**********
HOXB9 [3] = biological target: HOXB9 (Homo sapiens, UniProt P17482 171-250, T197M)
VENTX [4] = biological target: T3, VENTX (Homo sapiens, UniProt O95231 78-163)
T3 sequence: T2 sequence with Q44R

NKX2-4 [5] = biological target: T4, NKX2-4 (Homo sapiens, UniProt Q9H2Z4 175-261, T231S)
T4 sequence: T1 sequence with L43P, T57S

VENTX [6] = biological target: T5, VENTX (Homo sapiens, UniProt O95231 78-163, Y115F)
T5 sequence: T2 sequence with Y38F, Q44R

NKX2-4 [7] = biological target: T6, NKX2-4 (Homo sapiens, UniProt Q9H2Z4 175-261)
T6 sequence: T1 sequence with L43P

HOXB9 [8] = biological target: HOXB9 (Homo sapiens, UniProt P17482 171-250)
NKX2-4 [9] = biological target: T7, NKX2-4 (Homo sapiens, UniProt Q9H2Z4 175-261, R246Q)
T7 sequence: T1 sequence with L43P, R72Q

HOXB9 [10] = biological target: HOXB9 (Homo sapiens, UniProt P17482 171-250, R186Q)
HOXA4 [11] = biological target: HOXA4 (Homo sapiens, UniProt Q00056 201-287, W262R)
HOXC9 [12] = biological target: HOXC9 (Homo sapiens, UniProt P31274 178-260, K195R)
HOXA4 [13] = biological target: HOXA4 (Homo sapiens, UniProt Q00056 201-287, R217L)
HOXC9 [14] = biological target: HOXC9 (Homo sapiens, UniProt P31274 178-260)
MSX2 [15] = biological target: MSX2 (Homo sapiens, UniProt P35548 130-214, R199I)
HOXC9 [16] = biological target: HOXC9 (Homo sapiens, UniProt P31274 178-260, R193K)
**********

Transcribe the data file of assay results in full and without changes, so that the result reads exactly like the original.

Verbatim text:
HOXB9 [3] = biological target: HOXB9 (Homo sapiens, UniProt P17482 171-250, T197M)
VENTX [4] = biological target: T3, VENTX (Homo sapiens, UniProt O95231 78-163)
T3 sequence: T2 sequence with Q44R

NKX2-4 [5] = biological target: T4, NKX2-4 (Homo sapiens, UniProt Q9H2Z4 175-261, T231S)
T4 sequence: T1 sequence with L43P, T57S

VENTX [6] = biological target: T5, VENTX (Homo sapiens, UniProt O95231 78-163, Y115F)
T5 sequence: T2 sequence with Y38F, Q44R

NKX2-4 [7] = biological target: T6, NKX2-4 (Homo sapiens, UniProt Q9H2Z4 175-261)
T6 sequence: T1 sequence with L43P

HOXB9 [8] = biological target: HOXB9 (Homo sapiens, UniProt P17482 171-250)
NKX2-4 [9] = biological target: T7, NKX2-4 (Homo sapiens, UniProt Q9H2Z4 175-261, R246Q)
T7 sequence: T1 sequence with L43P, R72Q

HOXB9 [10] = biological target: HOXB9 (Homo sapiens, UniProt P17482 171-250, R186Q)
HOXA4 [11] = biological target: HOXA4 (Homo sapiens, UniProt Q00056 201-287, W262R)
HOXC9 [12] = biological target: HOXC9 (Homo sapiens, UniProt P31274 178-260, K195R)
HOXA4 [13] = biological target: HOXA4 (Homo sapiens, UniProt Q00056 201-287, R217L)
HOXC9 [14] = biological target: HOXC9 (Homo sapiens, UniProt P31274 178-260)
MSX2 [15] = biological target: MSX2 (Homo sapiens, UniProt P35548 130-214, R199I)
HOXC9 [16] = biological target: HOXC9 (Homo sapiens, UniProt P31274 178-260, R193K)